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The Fewer, the Better

Clean Labeling

Amy Steinbrech Nov 1, 2017

In the ultra-competitive food industry, more manufacturers are vying for your food dollars than ever before. A leisurely stroll down the aisle of your favorite grocery store can seem more like a homework assignment with phrases like “rainforest alliance certified,” “fair trade certified” and “BAP certified” showing up on more and more labels. The good news is that consumers are reading labels more carefully on their favorite food products and pressing manufacturers to step up to the plate.

Clean Labeling

At the core of the clean labeling movement is the customer’s desire for fewer, more wholesome and easily understood ingredients. This often leads to more transparency among manufacturers in labeling standards, which ultimately benefits consumers.

In response to consumer demand, Smith’s parent company Kroger launched its corporate brand line of Simple Truth products with cleaner ingredient statements.

“When customers are deciding whether or not to purchase a product, it is important to identify what aspects of that item meet their personal and nutritional criteria,” says Marsha Gilford, regional director for corporate affairs at Smith’s.

The value of clean labeling often varies from consumer to consumer. “What our customers are looking for are ingredients they can pronounce and feel comfortable feeding their family,” says Jonnell Masson, a registered dietitian with Harmons. “Some are looking for simple things they can find in their kitchen, while others might be comfortable with a longer ingredient list.”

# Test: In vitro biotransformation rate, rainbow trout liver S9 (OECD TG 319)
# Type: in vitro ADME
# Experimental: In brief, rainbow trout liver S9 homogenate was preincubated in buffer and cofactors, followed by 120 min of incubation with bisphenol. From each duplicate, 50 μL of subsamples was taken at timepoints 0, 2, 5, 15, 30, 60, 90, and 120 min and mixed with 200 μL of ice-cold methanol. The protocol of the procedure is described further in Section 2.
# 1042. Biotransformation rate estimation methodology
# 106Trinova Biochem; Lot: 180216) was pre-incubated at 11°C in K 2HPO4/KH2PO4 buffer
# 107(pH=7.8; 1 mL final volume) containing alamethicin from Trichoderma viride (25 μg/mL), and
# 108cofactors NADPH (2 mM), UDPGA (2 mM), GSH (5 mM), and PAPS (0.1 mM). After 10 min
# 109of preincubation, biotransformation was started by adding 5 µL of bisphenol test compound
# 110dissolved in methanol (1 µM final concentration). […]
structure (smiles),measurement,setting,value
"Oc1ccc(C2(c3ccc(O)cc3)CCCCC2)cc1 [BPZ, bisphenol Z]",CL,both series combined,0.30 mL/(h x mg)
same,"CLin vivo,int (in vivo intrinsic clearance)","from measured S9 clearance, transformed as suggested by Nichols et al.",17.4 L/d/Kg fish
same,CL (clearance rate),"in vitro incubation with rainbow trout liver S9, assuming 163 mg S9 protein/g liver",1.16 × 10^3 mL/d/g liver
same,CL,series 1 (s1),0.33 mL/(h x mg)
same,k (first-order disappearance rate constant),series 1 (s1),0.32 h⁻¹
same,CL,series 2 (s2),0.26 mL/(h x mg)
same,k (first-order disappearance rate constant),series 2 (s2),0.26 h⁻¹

Educated Consumers

Along with the call for cleaner and more transparent labels comes an increasing demand from health-conscious consumers for better education about what is in their food. “Shortening the ingredient list allows for real food products versus food science to play into what goes into the item, and that’s benefitting the consumer’s health,” says Gordan Welch, sales director of private label at Harmons.

The Harmons private label brand has sold natural products for several years. Now, bigger brands, like Kraft and General Mills, are following suit and offering more natural choices. According to Welch, they are either buying up those companies or making changes to their own products to match or compete with existing products.

Feeding Your Body

When it comes to nutrition, consumers are as diverse as their dietary needs. “Some want to eat less processed food,” Masson says. “Others want to incorporate more whole grains into their diet or eat less sugar.”

Clean labeling helps them know exactly what they’re eating. “But just because a product has a cleaner label, doesn’t make it a healthier product,” Masson says. “A cookie is still a cookie.”

Choosing Products That Reflect Values

In today’s world, customers increasingly choose products that reflect their values. They want to be confident that the food they’re purchasing reflects their core beliefs, “whether that is natural, in containers that are recyclable, or purchased from companies that have fair labor practices,” Gilford says.

Clean and transparent labels help consumers achieve that confidence.
 

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